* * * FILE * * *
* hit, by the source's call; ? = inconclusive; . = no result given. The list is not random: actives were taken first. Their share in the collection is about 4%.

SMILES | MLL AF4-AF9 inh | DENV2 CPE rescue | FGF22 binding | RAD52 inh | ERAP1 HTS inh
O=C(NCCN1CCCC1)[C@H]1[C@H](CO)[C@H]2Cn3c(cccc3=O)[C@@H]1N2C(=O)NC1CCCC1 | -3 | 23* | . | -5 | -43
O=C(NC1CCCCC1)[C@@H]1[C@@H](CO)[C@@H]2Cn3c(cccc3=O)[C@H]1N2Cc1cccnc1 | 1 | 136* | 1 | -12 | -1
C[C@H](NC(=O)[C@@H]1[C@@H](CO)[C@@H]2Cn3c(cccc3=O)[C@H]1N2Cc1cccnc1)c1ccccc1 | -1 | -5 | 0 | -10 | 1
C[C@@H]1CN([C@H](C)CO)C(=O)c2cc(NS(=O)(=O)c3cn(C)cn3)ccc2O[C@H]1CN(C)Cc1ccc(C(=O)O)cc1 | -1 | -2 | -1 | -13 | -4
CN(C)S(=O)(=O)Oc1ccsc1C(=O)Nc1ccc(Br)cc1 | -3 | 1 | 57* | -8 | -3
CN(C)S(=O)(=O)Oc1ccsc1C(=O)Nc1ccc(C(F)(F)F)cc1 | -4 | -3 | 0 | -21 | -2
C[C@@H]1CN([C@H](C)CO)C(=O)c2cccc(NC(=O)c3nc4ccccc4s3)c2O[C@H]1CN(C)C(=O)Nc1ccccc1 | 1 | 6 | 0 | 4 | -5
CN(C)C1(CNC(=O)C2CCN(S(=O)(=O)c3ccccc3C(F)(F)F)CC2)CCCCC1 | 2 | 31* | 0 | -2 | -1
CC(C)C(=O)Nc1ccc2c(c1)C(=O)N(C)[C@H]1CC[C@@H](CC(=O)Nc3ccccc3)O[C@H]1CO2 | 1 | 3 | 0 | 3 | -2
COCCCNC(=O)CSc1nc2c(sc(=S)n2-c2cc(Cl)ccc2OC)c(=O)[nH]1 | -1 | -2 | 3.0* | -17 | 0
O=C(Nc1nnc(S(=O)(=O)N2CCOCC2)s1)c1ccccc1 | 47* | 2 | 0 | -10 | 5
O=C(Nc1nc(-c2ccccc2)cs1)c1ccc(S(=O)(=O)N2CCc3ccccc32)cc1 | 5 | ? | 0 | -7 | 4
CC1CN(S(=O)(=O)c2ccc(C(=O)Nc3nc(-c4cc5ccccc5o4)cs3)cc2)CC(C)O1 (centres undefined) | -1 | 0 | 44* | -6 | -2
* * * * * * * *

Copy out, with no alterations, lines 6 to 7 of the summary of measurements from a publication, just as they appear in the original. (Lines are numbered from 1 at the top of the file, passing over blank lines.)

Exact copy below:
C[C@@H]1CN([C@H](C)CO)C(=O)c2cc(NS(=O)(=O)c3cn(C)cn3)ccc2O[C@H]1CN(C)Cc1ccc(C(=O)O)cc1 | -1 | -2 | -1 | -13 | -4
CN(C)S(=O)(=O)Oc1ccsc1C(=O)Nc1ccc(Br)cc1 | -3 | 1 | 57* | -8 | -3